ORDER N.L. Untwalia, J.
1. In the title suit filed by the wife under the Hindu Marriage Act, 1955 (hereinafter called the Act) an interim order has been made under Section 24 of the Act in favour of the wife. The husband has come up in revision as also in miscellaneous first appeal to this Court.
2. There is a dispute between the various High Courts as to whether an order under Section 24 would be appealable or not. Many High Courts have taken the view that under Section 28 such an order would be appealable (vide Sobhana Sen v. Amar Kanta Sen, AIR 1959 Cal 455; Rukhmanibai v. Kishanlal, AIR 1959 Madh Pra 187; Snehalata v. Jagadish, AIR 1964 Orissa 122; Tarlochan Singh v. Mahinder Kaur, AIR 1961 Punjab 508 and Smt. Shushila Devi v. Dhani Ram, AIR 1965 Him Pra 12. A contrary view has been taken in B. Saraswathi v. B. Krishna Murthy, AIR 1960 Andh Pra 30 and Prithyirajsinhji v. Bai Shivprabhakumari, AIR 1960 Bom 315. Section 28 of the Act reads thus--
"All decrees and orders made by the Court in any proceeding under this Act shall be enforced in like manner as the decrees and orders of the court made in the exercise of the original civil jurisdiction are enforced, and may be appealed from under any law for the time being in force:
Provided that there shall be no appeal on the subject of costs only."
I am inclined to take the view that this section does not make any decree or order under the Act appealable but it says that the decree or order may be appealed from under any law for the time" being in force. It does not say "in accordance with any law for the time being in force". The phrase "under any law", in my opinion, must mean appealable under any law. One has to go to the Civil Procedure Code for that purpose where the final adjudication having the force of decree under the Act will be appealable because it will be a decree under Section 2 (2) of the Code of Civil Procedure. The bar in the proviso to Section 28 is that even the cost forming part of the decree will be appealable as a decree under the Code of Civil Procedure but still it will not be appealable under the Act. The reasons given to the contrary in the decision of the Himachal Pradesh, if I may say so with respect, do not commend to me. I find myself in respectful agreement with the view expressed by the Bombay and Andhra Pradesh High Courts. But sitting singly I do not propose to decide this point finally. I shall assume in favour of the respondent that the order is not appealable and shall consider on merits the revision only.
3. Coming to the merits of the Order, I find that the learned Judicial Commissioner has allowed maintenance to the wife not only for her support but also for the support of her three children all of whom are above the age of 10. Ordinarily she would not be entitled to their custody. But that apart let me read Section 24 of the Act-
"Where in any proceeding under this Act it appears to the court that either the wife or the husband, as the case may be has no independent income sufficient for her or his support and the necessary expenses of the proceeding, it may, on the application of the wife or the husband, order the respondent to pay to the petitioner the expenses of the proceeding, and monthly during the proceeding such sum as, having regard to the petitioner's own income and the income of the respondent, it may seem to the court to be reasonable" (underlining mine).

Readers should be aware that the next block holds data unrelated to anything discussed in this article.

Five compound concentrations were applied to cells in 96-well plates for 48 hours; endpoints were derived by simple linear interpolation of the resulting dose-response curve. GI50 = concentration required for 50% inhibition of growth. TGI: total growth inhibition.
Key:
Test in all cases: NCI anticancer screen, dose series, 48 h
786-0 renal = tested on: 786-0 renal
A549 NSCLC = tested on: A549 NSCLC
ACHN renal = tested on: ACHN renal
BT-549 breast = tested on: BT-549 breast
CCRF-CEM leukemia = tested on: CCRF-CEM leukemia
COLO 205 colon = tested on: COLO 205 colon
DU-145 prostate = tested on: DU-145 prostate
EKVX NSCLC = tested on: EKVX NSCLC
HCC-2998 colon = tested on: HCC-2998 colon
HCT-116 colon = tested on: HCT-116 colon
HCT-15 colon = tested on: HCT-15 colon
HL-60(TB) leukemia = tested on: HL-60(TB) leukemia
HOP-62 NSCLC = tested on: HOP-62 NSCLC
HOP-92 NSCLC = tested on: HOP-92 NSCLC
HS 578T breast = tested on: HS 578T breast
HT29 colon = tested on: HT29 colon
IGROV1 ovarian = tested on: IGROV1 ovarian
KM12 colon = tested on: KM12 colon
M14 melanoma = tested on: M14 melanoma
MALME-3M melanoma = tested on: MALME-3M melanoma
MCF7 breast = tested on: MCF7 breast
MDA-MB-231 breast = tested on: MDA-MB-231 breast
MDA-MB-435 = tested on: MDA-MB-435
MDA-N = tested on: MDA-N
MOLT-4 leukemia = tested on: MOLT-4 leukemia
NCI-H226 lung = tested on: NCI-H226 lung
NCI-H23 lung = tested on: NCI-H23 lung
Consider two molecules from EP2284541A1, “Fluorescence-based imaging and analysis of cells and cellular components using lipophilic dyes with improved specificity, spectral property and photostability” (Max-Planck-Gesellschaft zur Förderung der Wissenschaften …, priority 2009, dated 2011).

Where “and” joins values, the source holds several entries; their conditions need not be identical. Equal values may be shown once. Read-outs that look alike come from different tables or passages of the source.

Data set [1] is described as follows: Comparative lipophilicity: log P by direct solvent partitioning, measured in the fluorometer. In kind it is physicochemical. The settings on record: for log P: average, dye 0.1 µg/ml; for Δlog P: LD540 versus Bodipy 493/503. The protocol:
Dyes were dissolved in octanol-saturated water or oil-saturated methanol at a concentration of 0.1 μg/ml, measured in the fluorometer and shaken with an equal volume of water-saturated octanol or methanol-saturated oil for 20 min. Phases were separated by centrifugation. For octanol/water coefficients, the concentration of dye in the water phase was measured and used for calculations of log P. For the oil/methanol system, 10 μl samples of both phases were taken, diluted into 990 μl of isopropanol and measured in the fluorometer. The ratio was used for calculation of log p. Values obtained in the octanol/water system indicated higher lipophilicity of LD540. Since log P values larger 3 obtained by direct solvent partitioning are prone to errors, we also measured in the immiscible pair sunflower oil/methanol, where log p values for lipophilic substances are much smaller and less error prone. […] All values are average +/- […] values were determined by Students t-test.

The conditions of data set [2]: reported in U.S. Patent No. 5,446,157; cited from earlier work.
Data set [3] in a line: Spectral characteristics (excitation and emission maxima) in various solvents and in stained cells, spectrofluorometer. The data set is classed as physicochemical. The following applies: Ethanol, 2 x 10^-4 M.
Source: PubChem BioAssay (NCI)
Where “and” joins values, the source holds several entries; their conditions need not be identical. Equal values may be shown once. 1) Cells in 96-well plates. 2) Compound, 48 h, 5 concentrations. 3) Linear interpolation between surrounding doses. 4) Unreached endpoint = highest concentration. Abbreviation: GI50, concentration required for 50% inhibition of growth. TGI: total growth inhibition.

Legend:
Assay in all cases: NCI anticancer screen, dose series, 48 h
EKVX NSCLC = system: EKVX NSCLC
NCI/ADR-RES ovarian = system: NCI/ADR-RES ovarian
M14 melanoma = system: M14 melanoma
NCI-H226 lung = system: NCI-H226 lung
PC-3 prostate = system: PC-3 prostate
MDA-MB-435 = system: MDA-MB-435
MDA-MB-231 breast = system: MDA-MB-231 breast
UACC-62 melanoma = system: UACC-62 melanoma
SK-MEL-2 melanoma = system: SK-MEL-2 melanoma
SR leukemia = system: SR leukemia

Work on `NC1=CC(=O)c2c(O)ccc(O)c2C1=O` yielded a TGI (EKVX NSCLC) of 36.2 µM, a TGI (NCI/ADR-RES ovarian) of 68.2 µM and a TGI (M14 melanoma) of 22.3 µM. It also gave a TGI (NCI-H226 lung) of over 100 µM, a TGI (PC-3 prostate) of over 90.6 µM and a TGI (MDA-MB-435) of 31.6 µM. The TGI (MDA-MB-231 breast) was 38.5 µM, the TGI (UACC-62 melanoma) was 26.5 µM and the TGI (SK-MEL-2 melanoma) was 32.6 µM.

It would thus be seen that an order can be made if the petitioner has no independent income sufficient for her or his support. No monthly allowance can be granted under Section 24 for the support of the children. That being so, the grant of monthly allowance of Rs. 325/- not only for the support of the respondent but also for the support of the three children is contrary to law and has been made by committing an illegality in exercise of the jurisdiction of the Court under Section 24 of the Act.
4. Learned counsel for the petitioner also contended that the income of the petitioner was low and at best more than one-fifth of his income which he has admitted to be Rs. 441/- per month ought not to have been allowed. I am not impressed by this argument. Taking into consideration the facts and the circumstances of the case and especially the ex parte evidence adduced before the learned Judicial Commissioner, on that account alone, I could not have felt persuaded to interfere with the order of the Court below.
5. Learned Counsel for the petitioner then submitted that the amount of Rs. 600/- awarded to meet the expenses of the litigation is high and excessive. That is again a matter which is wholly within the jurisdiction of the Court below. Even in appeal I would not have interfered with this, as, in my opinion, the amount is not high.
6. For that first reason given by me above, the amount of Rs. 325/- per month cannot be maintained for the wife alone. A sum of Rs. 100/- per month would be quite reasonable and sufficient in my opinion. I, therefore, allow the civil revision, modify the order of the Court below in the matter of monthly allowance and substitute the figure of Rs. 325/- by Rs. 100/- only; that is to say. the petitioner will have to pay by the date specified by the Court below to the opposite party Rs. 100/- per month. The award of Rupees 600/- is maintained. The miscellaneous appeal is dismissed as being infructuous. There would be no order as to cost.